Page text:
Ottawa is taking the action because the U.S. has failed to repeal a contentious law requiring stringent country-of-origin labelling to identify where livestock was born, raised and slaughtered before being sold in the U.S.
Canada's meat industry says the law violates trade agreements and has cost producers billions of dollars. On May 18, the trade body agreed with that argument for the fourth time, and sided with Canada and Mexico over the issue.
Labelling called protectionist
Backers of the labelling say consumers have a right to know where their food comes from.
But industry groups, Canada and Mexico call it a thinly disguised protectionist measure that complicates the sorting process for Americans who import foreign meat and quietly compels them to use U.S. suppliers.
After the most recent win, which the government called "final and without the possibility of further appeal," Canadian officials vowed to pursue the matter further by seeking permission to slap a tariff of up to 100 per cent on U.S. imports on a slew of products, including:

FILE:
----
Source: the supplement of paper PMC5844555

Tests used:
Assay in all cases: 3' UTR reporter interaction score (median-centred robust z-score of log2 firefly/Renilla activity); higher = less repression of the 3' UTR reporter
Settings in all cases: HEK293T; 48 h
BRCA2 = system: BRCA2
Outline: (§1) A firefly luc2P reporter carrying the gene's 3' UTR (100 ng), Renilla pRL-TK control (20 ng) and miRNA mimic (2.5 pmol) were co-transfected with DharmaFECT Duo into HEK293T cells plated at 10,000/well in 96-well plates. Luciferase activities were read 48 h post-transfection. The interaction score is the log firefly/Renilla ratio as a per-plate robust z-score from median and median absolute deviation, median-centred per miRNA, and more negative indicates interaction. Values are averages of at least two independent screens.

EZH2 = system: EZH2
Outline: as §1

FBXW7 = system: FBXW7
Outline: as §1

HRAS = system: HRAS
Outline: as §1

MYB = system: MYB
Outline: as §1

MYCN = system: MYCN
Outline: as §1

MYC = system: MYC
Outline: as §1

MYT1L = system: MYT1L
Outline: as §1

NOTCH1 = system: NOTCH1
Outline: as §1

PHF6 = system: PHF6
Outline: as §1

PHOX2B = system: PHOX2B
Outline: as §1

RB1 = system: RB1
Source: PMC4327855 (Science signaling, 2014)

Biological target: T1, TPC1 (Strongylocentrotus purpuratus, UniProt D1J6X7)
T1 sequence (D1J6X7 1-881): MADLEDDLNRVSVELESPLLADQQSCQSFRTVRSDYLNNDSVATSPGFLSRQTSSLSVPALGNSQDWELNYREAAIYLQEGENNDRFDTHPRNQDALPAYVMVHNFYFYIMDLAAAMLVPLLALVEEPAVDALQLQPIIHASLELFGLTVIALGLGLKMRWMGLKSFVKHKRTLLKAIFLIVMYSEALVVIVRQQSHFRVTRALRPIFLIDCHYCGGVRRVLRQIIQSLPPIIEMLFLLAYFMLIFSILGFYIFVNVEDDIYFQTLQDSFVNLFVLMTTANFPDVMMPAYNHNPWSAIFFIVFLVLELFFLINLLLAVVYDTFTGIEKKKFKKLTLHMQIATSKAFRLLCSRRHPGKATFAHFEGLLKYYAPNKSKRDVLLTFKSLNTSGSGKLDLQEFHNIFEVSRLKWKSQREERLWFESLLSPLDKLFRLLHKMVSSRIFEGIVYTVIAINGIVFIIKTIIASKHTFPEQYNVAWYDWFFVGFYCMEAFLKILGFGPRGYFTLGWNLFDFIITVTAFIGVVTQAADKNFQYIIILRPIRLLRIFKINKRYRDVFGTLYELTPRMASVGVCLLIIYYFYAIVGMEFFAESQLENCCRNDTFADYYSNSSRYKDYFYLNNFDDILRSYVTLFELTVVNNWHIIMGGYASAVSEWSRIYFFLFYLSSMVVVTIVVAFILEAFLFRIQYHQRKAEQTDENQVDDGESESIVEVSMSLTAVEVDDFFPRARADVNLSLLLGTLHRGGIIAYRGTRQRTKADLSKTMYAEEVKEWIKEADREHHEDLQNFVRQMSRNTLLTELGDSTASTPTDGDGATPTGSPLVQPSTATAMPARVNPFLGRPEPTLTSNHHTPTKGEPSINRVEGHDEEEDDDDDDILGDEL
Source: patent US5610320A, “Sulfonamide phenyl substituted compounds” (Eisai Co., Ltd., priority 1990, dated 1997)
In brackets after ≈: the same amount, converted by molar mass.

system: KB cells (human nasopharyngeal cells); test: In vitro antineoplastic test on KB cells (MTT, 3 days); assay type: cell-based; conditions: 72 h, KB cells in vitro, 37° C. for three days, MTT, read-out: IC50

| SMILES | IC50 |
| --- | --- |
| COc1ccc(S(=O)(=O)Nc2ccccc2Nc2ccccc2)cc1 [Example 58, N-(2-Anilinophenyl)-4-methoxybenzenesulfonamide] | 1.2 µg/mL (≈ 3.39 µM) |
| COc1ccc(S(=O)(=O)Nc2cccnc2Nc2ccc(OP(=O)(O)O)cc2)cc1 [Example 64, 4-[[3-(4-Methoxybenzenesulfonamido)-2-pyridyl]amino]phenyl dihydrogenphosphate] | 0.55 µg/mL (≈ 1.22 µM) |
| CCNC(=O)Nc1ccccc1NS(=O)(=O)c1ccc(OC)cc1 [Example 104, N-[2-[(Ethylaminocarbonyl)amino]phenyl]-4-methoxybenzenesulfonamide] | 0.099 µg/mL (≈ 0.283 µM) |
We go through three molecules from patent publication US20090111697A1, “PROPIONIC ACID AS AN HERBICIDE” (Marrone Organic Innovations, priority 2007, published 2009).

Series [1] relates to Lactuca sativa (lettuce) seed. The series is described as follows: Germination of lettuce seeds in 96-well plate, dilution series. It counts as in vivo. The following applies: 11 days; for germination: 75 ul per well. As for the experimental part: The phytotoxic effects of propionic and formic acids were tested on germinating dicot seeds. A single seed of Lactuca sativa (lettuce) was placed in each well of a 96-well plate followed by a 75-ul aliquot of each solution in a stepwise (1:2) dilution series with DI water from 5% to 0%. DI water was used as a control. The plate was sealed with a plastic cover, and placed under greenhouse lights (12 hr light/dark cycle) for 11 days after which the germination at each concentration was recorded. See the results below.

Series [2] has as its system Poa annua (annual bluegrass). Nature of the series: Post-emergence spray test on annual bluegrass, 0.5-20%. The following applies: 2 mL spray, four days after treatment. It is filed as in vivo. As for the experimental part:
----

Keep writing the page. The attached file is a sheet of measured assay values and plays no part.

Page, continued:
- Baked goods.
- Prepared food.
"Despite the WTO's final ruling that U.S. country of origin labelling measures are discriminatory, the United States continues to avoid its international trade obligations," Trade Minister Ed Fast said in a statement Our government will now move ahead under the WTO process and seek authorization for over $3 billion in retaliation."
"The WTO has ruled that the United States is out of options and out of time," Agriculture Minister Gerry Ritz added. "The only way for the United States to avoid billions in immediate retaliation is to repeal [the law]."